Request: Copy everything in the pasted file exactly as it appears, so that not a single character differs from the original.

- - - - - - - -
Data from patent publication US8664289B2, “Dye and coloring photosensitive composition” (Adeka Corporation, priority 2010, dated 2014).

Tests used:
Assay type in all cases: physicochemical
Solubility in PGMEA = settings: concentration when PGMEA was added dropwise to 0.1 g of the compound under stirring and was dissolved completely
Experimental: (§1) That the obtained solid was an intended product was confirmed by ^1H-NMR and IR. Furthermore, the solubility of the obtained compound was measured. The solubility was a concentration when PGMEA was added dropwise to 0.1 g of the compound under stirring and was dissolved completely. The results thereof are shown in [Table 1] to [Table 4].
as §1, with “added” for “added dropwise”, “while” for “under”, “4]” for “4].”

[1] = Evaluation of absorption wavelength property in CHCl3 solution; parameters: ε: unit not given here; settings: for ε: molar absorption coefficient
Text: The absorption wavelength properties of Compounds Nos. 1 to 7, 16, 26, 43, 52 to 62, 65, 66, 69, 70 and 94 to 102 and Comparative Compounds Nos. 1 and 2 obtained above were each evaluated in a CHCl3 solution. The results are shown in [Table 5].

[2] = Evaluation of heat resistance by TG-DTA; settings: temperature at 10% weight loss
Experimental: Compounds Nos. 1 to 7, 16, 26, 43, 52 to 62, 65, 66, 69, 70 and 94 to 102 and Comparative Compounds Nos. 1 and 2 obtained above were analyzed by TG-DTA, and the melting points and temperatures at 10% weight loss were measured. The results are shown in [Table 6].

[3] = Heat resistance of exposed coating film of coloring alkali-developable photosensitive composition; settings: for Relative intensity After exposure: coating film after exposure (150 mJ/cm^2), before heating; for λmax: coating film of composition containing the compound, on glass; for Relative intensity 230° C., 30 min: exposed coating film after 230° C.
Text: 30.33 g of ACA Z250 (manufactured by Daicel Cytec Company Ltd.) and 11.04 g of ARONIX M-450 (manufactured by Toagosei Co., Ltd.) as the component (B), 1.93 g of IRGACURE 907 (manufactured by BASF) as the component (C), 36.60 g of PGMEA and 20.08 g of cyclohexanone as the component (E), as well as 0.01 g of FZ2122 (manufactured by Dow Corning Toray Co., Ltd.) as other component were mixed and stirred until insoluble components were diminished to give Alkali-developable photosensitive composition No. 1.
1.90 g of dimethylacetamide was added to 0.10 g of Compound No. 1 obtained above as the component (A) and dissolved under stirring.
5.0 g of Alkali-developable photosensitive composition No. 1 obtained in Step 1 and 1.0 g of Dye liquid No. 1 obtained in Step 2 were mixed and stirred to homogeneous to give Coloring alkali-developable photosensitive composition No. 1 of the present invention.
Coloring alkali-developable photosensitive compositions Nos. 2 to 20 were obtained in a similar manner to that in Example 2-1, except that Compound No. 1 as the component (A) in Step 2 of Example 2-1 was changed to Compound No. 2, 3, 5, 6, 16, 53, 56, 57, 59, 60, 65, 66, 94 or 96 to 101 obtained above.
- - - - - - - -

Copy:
Data from patent publication US8664289B2, “Dye and coloring photosensitive composition” (Adeka Corporation, priority 2010, dated 2014).

Tests used:
Assay type in all cases: physicochemical
Solubility in PGMEA = settings: concentration when PGMEA was added dropwise to 0.1 g of the compound under stirring and was dissolved completely
Experimental: (§1) That the obtained solid was an intended product was confirmed by ^1H-NMR and IR. Furthermore, the solubility of the obtained compound was measured. The solubility was a concentration when PGMEA was added dropwise to 0.1 g of the compound under stirring and was dissolved completely. The results thereof are shown in [Table 1] to [Table 4].
as §1, with “added” for “added dropwise”, “while” for “under”, “4]” for “4].”

[1] = Evaluation of absorption wavelength property in CHCl3 solution; parameters: ε: unit not given here; settings: for ε: molar absorption coefficient
Text: The absorption wavelength properties of Compounds Nos. 1 to 7, 16, 26, 43, 52 to 62, 65, 66, 69, 70 and 94 to 102 and Comparative Compounds Nos. 1 and 2 obtained above were each evaluated in a CHCl3 solution. The results are shown in [Table 5].

[2] = Evaluation of heat resistance by TG-DTA; settings: temperature at 10% weight loss
Experimental: Compounds Nos. 1 to 7, 16, 26, 43, 52 to 62, 65, 66, 69, 70 and 94 to 102 and Comparative Compounds Nos. 1 and 2 obtained above were analyzed by TG-DTA, and the melting points and temperatures at 10% weight loss were measured. The results are shown in [Table 6].

[3] = Heat resistance of exposed coating film of coloring alkali-developable photosensitive composition; settings: for Relative intensity After exposure: coating film after exposure (150 mJ/cm^2), before heating; for λmax: coating film of composition containing the compound, on glass; for Relative intensity 230° C., 30 min: exposed coating film after 230° C.
Text: 30.33 g of ACA Z250 (manufactured by Daicel Cytec Company Ltd.) and 11.04 g of ARONIX M-450 (manufactured by Toagosei Co., Ltd.) as the component (B), 1.93 g of IRGACURE 907 (manufactured by BASF) as the component (C), 36.60 g of PGMEA and 20.08 g of cyclohexanone as the component (E), as well as 0.01 g of FZ2122 (manufactured by Dow Corning Toray Co., Ltd.) as other component were mixed and stirred until insoluble components were diminished to give Alkali-developable photosensitive composition No. 1.
1.90 g of dimethylacetamide was added to 0.10 g of Compound No. 1 obtained above as the component (A) and dissolved under stirring.
5.0 g of Alkali-developable photosensitive composition No. 1 obtained in Step 1 and 1.0 g of Dye liquid No. 1 obtained in Step 2 were mixed and stirred to homogeneous to give Coloring alkali-developable photosensitive composition No. 1 of the present invention.
Coloring alkali-developable photosensitive compositions Nos. 2 to 20 were obtained in a similar manner to that in Example 2-1, except that Compound No. 1 as the component (A) in Step 2 of Example 2-1 was changed to Compound No. 2, 3, 5, 6, 16, 53, 56, 57, 59, 60, 65, 66, 94 or 96 to 101 obtained above.